Also, I must be open to things that will invalidate my delusion.  Even if I’m 99% convinced, that 1% will cause me to consider thinking through a scenario.  Truth is your best friend when you are challenging a delusional paranoid.  But it has to be gently applied. Life doesn’t have be lived this way. Also, delusions will often ‘morph’ and change and take on modified characteristics. This seems to be part of the mental illness, but can also indicate demonic oppression (or both even).

A psychiatrist should be informed in most cases. Very often meds will be necessary to get your loved one through this time, but not always.

Praying for delusional behavior

People have prayed for me, more then I have prayed for myself.  Your intercession bridges a gap over this illness.  When you pray, you power up the energy cells and get instructions.  It may mean wait, or proceed.  Every person and situation is different. Prayer is always the best approach.

(So many delusions and so little time.) They will vary from person-to-person. An active prayer may help, “Lord, may it be the real me who touches the real You.” Remember, Jesus stands at the right hand of his Father praying for you [which can’t be all bad].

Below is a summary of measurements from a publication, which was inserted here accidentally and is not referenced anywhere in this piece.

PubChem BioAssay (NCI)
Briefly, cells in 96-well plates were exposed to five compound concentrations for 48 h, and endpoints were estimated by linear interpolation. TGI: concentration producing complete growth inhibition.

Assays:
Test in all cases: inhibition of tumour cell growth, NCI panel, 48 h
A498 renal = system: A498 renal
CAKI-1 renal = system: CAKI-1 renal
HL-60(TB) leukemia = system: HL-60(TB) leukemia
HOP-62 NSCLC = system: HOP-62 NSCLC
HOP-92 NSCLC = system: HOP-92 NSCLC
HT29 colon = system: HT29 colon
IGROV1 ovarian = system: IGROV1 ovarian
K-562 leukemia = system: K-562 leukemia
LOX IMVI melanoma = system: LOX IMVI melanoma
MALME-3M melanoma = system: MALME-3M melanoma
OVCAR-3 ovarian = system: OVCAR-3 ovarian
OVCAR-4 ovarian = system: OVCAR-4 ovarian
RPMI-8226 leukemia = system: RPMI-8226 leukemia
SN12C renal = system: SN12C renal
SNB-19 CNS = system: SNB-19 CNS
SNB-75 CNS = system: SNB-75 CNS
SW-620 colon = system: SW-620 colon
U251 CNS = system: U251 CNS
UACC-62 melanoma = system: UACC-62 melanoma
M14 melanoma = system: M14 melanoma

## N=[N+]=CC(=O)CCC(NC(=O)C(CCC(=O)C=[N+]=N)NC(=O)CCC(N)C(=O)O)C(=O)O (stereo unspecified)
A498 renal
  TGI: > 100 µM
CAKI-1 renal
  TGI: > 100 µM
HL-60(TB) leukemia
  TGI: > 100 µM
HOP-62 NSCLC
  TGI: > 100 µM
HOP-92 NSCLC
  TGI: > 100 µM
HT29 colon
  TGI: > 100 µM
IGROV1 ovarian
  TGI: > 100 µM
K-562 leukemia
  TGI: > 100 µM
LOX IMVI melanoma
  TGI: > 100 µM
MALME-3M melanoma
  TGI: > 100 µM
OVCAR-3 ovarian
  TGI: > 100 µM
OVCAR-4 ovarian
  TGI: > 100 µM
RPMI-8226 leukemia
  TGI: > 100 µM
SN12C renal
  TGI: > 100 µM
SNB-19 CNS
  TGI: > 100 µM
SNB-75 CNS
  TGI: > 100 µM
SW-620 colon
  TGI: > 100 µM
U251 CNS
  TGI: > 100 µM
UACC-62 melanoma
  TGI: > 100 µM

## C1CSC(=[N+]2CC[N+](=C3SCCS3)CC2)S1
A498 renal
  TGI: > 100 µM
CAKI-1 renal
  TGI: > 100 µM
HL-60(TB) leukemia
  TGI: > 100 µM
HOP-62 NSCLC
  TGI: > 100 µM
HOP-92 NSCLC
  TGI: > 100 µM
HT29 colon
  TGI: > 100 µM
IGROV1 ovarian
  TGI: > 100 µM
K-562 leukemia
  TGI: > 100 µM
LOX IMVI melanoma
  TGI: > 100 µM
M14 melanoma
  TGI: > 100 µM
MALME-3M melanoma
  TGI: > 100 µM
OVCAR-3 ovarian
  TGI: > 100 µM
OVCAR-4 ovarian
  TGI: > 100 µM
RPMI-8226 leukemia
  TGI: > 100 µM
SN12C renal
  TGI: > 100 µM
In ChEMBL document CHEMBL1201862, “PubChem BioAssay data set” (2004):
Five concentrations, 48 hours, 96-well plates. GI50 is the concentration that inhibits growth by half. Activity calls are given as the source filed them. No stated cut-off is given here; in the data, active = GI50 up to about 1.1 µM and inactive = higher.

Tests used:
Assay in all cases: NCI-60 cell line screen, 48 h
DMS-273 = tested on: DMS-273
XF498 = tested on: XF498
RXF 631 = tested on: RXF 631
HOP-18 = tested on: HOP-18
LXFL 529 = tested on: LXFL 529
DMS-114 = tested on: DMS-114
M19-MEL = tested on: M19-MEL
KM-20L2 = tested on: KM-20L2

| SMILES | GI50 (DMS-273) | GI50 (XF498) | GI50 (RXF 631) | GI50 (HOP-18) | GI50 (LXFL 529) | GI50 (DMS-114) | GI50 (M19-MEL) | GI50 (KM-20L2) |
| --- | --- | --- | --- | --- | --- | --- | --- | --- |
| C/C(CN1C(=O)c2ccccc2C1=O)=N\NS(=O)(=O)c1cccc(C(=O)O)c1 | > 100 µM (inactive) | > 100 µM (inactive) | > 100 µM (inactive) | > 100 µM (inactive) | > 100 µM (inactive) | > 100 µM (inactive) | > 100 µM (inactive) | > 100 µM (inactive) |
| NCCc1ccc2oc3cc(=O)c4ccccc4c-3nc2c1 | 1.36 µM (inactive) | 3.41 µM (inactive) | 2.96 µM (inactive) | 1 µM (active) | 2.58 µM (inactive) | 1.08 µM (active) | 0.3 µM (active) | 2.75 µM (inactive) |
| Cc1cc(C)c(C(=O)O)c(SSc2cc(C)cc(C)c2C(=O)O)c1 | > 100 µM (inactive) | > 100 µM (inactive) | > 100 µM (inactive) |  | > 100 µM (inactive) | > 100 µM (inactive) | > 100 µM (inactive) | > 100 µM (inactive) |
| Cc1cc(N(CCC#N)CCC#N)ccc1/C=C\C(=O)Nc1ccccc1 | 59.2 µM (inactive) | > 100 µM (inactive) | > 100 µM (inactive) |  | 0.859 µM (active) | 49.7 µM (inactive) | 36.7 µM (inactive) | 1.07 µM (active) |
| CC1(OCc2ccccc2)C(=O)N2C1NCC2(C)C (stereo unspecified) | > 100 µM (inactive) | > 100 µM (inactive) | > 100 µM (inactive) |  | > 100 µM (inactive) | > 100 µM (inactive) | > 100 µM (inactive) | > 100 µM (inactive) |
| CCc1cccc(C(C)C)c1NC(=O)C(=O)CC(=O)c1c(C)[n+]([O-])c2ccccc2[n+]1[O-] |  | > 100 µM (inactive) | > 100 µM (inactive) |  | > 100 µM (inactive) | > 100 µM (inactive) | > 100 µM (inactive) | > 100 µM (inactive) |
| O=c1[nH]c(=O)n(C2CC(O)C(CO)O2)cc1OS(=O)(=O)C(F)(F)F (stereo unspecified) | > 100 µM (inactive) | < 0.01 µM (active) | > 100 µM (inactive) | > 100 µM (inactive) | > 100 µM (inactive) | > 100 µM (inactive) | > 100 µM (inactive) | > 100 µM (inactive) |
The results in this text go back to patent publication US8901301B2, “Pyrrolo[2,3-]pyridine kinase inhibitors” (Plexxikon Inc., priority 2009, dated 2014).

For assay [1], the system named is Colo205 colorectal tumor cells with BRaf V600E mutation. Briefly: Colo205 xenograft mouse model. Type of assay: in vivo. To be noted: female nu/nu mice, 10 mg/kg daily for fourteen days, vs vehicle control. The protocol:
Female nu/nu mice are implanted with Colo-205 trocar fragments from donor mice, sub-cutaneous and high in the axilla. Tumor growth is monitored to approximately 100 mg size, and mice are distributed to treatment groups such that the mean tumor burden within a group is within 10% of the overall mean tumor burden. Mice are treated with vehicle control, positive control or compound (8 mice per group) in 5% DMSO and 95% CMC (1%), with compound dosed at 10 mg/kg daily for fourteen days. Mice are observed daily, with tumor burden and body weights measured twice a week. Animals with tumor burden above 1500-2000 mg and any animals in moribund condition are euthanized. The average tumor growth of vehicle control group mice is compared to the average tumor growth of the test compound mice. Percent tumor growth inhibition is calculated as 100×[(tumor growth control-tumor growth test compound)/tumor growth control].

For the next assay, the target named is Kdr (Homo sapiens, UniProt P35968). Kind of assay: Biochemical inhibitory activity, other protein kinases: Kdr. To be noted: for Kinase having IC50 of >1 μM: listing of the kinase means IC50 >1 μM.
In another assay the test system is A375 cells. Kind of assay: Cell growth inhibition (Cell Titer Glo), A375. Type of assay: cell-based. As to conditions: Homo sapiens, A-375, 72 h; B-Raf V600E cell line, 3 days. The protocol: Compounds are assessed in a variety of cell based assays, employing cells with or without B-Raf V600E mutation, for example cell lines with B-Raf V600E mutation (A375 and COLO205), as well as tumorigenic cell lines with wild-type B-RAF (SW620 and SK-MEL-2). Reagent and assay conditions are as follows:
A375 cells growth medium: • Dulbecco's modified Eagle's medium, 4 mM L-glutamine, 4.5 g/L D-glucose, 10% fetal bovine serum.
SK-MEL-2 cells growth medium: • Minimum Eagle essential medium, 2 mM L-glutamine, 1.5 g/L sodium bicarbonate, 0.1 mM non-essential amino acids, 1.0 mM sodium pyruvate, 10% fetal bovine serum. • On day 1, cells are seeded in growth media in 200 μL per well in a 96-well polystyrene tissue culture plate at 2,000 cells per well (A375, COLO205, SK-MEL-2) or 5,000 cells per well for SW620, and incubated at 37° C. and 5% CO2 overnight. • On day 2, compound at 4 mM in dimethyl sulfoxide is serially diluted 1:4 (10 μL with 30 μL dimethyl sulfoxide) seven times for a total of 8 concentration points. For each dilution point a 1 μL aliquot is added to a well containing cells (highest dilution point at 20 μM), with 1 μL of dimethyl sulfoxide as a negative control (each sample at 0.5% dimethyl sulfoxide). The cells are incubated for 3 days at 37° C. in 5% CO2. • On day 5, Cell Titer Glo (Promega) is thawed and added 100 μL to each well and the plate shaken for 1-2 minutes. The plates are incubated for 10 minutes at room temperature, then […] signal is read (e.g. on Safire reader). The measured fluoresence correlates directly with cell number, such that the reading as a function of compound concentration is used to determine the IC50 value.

“Who is to condemn? Christ Jesus is the one who died—more than that, who was raised—who is at the right hand of God, who indeed is interceding for us.”

Romans 8:34

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OCD: Rituals and Obsession

“I couldn’t do anything without rituals. They invaded every aspect of my life. Counting really bogged me down. I would wash my hair three times as opposed to once because three was a good luck number and one wasn’t. It took me longer to read because I’d count the lines in a paragraph. When I set my alarm at night, I had to set it to a number that wouldn’t add up to a ’bad’ number.”

“I knew the rituals didn’t make sense, and I was deeply ashamed of them, but I couldn’t seem to overcome them until I had therapy.”

“Getting dressed in the morning was tough, because I had a routine, and if I didn’t follow the routine, I’d get anxious and would have to get dressed again. I always worried that if I didn’t do something, my parents were going to die. I’d have these terrible thoughts of harming my parents. That was completely irrational, but the thoughts triggered more anxiety and more senseless behavior. Because of the time I spent on rituals, I was unable to do a lot of things that were important to me.”